Yes, it's true... You're going to get a lot of facts about Jamaica here. But more importantly, what you'll get is the information you need as a visitor to our beautiful island.
Ready? Come on, let's go!
You will find listed below some helpful visitor information. It is our belief that you will find it useful when you're planning your vacation... and also during your stay on the island of Jamaica. Needless to say, here's our desire for you: "Have a wonderful vacation in Jamaica, Mon!".
Jamaica's legal drinking age is 18 but this law is rarely enforced. There are no restrictions on drinking alcoholic beverages in public places.
Please do not drive while under the influence of alcohol. The Illegal Blood Alcohol Level is .08%. In addition, don't swim after consuming alcohol. If you do, make sure to stay in shallow water and within sight of your friends.
Under Jamaican law, using, selling and possessing drugs such as ganja (marijuana), cocaine, crack, heroin, ecstasy and any other controlled substance is ILLEGAL.
If you're caught, you will be subject to severe punishments meaning you will be arrested, fined and imprisoned.
Please... please... DO NOT even think about purchasing, using, consuming or transporting ANY drug nationally or internationally.
And if someone tries to sell you drugs, just be firm and say NO!
The currency used in Jamaica is Jamaican Dollar (JMD). You're not required to change our currency back to your local currency when leaving the country. It's entirely up to you to exchange your Jamaican currency at the airport... or keep some for your next trip to Jamaica! ;o)
Banks are located islandwide and will exchange just about any currency. You'll also be able to get credit card advances and change traveller's cheques as well as offer other financial services. Most commercial banks are open Monday to Thursday 9 a.m. - 2 p.m. and on Fridays 9 a.m. - 4 p.m.
Cambios/Bureaux de Change
There's no need for you to get Jamaican money before getting to the island. You'll find that licensed cambios and bureaux de change are widespread in the country. Often they're more convenient than banks because they open later and offer better exchange rates. Generally, the exchange rates quoted by hotels are somewhat lower than that offered by the banks.
By the way, international bankcards with Visa, Mastercard, Plus and Cirrus logos are accepted by many ATMs in Jamaica. You'll receive Jamaican currency at the ATM at the current exchange rate (for a nominal fee, of course).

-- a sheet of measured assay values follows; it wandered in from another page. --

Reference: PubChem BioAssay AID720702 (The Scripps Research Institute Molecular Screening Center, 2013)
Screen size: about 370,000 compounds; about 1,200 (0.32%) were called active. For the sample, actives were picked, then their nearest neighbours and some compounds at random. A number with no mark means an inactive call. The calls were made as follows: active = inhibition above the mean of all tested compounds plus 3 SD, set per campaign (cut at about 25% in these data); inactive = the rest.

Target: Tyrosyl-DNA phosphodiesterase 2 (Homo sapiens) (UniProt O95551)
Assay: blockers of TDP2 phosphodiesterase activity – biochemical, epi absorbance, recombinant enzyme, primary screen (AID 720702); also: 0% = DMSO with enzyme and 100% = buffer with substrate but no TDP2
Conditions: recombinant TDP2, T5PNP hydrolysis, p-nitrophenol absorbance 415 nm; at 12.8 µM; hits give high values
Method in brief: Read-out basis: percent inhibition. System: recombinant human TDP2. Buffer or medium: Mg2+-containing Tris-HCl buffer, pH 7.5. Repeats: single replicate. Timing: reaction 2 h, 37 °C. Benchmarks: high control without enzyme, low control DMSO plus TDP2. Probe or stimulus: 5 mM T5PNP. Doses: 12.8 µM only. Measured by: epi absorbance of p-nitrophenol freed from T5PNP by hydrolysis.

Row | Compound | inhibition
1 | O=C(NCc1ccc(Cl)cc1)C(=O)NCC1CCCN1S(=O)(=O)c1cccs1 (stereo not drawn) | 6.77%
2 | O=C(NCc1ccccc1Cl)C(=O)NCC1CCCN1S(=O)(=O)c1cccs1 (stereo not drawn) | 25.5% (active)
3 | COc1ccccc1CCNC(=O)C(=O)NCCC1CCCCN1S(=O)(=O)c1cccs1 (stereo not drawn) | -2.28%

Prices may be accepted... and quoted in US Dollars in some resort areas (e.g. Negril and Montego Bay). But here's a tip for you: Pay with US Dollars only if you have the exact change. Why? Because generally you'll get back change in Jamaican currency... and the exchange rate may be lower than that of the bank or cambio.
Although tipping is Jamaica is optional, here are a few guidelines to help you determine how much to tip.
Tipping 10-20% is customary to restaurant staff... if gratuities are not already part of the bill. Check with your server what the final bill includes before deciding if and how much you'll tip.
Some hotels may already include a service charge for your room, food and beverage expenses. When you check-in, get information at the front desk about the hotel's gratuities and/or service charges policy. Here are some rates if you do decide to tip helpful employees: bellhops, 1-2 US Dollars per bag, and maids, 1-2 US Dollars per day. (NOTE: If you'll be staying at an all-inclusive hotel, most of them strictly prohibit tipping.)
Before starting on your trip, check with the driver if you'll be paying a flat rate or a metered rate. If you're paying a flat rate, negotiate the best rate (and agree on the currency you're using). This price may not include tip. With this in mind, a 10-15% tip is customary for taxi drivers. However, for trips taking place between midnight and 5 a.m., 25% tipping is recommended in addition to the metered fee (if applicable).
Because the official exchange rate fluctuates daily, it's a good idea to shop around for a rate that's suitable to you before changing your cash.
You would do well to pack lightweight cottons and linens for Jamaica's tropical climate. Also pack some light woolens for the evenings which tend to be cooler. Synthetics should be avoided because they may be less breathable than linens and woolens.
Sunglasses and hats (especially those with large brims) should also be included in your luggage. You may also want to pack a sweater if you're visiting during the "winter" season (December - April).
In Jamaica, rain showers often seem to come out of nowhere... and then quickly disappear! Be prepared by bringing a waterproof jacket and umbrella just in case you get caught in a downpour.